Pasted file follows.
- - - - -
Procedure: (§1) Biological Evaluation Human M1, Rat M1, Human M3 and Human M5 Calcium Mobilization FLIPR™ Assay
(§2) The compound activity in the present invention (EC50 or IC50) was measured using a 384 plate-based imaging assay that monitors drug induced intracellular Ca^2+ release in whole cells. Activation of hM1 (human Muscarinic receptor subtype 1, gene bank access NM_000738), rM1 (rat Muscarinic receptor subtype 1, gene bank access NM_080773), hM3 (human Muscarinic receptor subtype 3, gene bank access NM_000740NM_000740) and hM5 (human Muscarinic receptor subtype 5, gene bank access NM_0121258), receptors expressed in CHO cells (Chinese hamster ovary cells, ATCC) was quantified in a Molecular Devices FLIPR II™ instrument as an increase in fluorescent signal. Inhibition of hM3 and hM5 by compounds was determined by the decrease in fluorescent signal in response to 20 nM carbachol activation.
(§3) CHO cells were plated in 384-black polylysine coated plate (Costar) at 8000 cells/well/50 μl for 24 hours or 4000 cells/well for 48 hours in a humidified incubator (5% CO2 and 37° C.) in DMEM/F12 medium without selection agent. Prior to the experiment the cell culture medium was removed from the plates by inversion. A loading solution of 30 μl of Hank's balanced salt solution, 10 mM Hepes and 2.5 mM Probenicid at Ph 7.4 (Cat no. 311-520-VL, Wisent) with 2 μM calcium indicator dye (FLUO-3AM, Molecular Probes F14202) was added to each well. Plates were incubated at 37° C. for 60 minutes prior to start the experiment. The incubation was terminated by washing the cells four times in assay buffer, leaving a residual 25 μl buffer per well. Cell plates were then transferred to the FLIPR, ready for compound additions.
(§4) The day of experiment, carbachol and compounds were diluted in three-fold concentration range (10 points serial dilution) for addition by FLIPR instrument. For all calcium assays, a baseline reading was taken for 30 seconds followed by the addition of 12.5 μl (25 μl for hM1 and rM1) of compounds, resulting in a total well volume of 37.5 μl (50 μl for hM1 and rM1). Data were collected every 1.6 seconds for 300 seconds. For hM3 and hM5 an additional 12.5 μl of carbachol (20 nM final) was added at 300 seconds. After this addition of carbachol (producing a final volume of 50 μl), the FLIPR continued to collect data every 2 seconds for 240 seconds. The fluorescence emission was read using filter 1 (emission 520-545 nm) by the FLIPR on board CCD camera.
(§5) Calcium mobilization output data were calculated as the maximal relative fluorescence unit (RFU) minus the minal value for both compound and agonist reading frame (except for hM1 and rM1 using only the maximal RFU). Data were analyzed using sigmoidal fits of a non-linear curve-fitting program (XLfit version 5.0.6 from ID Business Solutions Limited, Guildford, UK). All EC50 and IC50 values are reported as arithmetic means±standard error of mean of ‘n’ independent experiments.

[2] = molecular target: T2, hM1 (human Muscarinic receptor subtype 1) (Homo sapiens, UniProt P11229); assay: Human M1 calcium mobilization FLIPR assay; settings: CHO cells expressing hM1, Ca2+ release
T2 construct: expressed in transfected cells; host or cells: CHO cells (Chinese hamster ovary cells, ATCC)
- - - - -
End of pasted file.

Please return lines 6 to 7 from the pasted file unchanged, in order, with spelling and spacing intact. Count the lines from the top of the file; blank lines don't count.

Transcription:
[2] = molecular target: T2, hM1 (human Muscarinic receptor subtype 1) (Homo sapiens, UniProt P11229); assay: Human M1 calcium mobilization FLIPR assay; settings: CHO cells expressing hM1, Ca2+ release
T2 construct: expressed in transfected cells; host or cells: CHO cells (Chinese hamster ovary cells, ATCC)